GAO’s reports and testimonies give Congress, federal agencies, and the public timely, fact-based, non-partisan information that can improve government operations and save taxpayers billions of dollars.
Billions of dollars have been spent governmentwide to modernize financial management systems that have often exceeded budgeted cost, resulted in delays in delivery dates and did not provide the anticipated system functionality when implemented.
Each year federal agencies issue numerous proposed or final rules or take other regulatory actions that may potentially affect the use of private property. Some of these actions may result in the property owner being owed just compensation under the Fifth Amendment.
The 1998 terrorist attacks on two U.S. embassies in Africa highlighted security deficiencies in diplomatic facilities, leading the Department of State to embark on an estimated $16 billion embassy construction program.
In its 2001 Governmentwide Perspective, GAO identified operational challenges, such as the continuing need to implement management reforms, and discussed the need to address human capital and other strategic challenges, particularly the longer-term budget outlook.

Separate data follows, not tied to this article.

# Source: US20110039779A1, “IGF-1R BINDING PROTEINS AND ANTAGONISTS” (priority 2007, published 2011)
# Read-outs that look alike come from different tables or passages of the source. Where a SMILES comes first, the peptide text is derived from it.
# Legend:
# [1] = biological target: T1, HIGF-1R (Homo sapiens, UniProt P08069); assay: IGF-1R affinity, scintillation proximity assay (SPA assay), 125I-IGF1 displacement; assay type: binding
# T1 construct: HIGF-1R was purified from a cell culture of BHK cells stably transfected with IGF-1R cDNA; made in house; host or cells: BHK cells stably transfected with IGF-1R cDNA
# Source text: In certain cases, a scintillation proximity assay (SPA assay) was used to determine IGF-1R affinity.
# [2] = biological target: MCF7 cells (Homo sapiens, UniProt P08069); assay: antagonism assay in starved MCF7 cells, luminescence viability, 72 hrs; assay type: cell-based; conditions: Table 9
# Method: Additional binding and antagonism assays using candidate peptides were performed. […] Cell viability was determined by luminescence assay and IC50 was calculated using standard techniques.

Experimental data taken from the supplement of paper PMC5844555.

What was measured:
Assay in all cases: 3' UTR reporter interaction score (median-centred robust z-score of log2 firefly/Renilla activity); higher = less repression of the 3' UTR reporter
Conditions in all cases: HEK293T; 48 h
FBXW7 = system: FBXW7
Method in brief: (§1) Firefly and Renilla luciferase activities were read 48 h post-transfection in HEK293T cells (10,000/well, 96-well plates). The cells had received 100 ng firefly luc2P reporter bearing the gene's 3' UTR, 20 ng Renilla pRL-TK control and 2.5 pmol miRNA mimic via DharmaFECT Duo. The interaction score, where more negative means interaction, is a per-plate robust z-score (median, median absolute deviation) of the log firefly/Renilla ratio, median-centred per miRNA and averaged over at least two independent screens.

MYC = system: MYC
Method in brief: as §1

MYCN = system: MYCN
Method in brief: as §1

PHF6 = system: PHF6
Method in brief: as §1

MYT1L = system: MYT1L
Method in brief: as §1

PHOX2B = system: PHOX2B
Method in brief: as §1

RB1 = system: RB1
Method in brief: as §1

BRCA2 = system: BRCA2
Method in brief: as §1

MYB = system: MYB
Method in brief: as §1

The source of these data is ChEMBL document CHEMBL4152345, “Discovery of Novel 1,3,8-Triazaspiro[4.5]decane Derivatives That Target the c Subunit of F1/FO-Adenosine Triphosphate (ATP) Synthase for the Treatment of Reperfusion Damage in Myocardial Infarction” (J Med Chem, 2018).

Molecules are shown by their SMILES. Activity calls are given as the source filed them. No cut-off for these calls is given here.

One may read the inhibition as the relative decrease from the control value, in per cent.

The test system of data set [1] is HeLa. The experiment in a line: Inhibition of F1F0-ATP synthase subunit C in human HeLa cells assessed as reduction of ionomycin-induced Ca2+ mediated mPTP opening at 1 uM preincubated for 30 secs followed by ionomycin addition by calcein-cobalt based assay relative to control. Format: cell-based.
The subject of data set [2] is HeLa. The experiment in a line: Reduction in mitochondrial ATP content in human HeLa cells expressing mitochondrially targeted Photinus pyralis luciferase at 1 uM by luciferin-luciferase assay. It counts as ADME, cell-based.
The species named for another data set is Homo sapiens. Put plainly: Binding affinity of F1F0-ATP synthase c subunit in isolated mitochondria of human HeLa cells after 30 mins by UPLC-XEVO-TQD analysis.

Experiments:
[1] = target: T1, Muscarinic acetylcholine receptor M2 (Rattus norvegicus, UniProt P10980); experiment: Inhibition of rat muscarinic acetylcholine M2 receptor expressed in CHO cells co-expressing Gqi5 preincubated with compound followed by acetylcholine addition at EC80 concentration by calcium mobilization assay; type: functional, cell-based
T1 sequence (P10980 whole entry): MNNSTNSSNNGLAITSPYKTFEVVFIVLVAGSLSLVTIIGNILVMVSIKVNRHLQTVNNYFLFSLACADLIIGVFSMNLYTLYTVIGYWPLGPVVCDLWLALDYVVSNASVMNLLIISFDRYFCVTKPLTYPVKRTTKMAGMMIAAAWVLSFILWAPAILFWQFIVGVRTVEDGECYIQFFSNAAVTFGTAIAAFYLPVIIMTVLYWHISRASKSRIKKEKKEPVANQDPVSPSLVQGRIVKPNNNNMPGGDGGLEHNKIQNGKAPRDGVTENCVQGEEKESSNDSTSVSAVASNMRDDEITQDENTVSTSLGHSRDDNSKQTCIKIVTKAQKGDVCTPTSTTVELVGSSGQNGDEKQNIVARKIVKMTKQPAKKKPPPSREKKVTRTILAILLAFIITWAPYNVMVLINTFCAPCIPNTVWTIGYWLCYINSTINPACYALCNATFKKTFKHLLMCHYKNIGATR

GAO reviewed the Customs Service's management of and practices for collecting civil fines and penalties (CFP) debt. GAO found that Customs' gross CFP debt more than tripled from the start of fiscal year 1997 to the end of fiscal year 2000, rising from $218.1 million as of October 1, 1996, to $773.
Pursuant to a congressional request, GAO provided information on improper payments in light of the projected future growth of federal expenditures, focusing on the: (1) amounts reported by agencies as improper payments in their fiscal year (FY) 1998 financial statements prepared pursuant to the Chief...
Pursuant to a congressional request, GAO reviewed the semiannual reporting requirements contained in the Inspector General (IG) Act of 1978, focusing on the: (1) composition of the semiannual reports; and (2) views of a range of individuals--IGs, agency managers, and congressional staff--on the usefulness...